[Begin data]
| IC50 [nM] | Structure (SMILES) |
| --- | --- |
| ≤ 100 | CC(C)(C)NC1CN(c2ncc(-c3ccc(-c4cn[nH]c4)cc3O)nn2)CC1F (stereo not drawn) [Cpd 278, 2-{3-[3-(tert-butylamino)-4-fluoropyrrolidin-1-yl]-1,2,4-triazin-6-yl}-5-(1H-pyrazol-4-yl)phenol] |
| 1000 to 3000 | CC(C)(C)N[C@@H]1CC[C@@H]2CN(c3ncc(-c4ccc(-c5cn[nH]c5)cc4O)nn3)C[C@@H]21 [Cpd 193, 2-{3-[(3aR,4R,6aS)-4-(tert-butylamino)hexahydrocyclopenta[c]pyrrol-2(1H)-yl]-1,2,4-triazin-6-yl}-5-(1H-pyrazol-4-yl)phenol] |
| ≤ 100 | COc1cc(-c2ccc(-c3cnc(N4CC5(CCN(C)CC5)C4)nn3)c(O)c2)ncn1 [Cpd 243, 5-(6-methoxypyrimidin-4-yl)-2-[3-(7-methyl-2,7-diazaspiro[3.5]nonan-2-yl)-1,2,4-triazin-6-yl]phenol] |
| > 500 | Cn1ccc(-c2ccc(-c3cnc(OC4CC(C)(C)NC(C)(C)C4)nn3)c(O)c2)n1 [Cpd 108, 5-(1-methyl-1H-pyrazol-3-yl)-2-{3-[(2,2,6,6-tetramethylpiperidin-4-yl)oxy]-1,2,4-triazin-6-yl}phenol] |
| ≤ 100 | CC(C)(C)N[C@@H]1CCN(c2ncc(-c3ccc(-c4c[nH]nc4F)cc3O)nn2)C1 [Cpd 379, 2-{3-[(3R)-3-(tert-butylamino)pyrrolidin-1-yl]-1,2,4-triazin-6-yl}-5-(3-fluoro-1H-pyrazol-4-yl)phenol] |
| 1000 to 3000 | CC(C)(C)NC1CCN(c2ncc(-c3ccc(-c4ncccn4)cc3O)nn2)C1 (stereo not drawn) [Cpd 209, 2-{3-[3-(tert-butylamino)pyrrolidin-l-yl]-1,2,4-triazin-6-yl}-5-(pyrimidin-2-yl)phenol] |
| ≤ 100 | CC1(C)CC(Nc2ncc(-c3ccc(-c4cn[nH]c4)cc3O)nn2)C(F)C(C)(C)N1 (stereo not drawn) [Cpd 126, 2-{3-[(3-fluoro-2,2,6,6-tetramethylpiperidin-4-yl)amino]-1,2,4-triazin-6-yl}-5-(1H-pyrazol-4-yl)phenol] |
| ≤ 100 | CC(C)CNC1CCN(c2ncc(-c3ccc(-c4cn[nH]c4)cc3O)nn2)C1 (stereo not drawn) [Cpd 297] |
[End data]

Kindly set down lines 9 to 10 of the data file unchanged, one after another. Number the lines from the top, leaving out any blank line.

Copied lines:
| ≤ 100 | CC1(C)CC(Nc2ncc(-c3ccc(-c4cn[nH]c4)cc3O)nn2)C(F)C(C)(C)N1 (stereo not drawn) [Cpd 126, 2-{3-[(3-fluoro-2,2,6,6-tetramethylpiperidin-4-yl)amino]-1,2,4-triazin-6-yl}-5-(1H-pyrazol-4-yl)phenol] |
| ≤ 100 | CC(C)CNC1CCN(c2ncc(-c3ccc(-c4cn[nH]c4)cc3O)nn2)C1 (stereo not drawn) [Cpd 297] |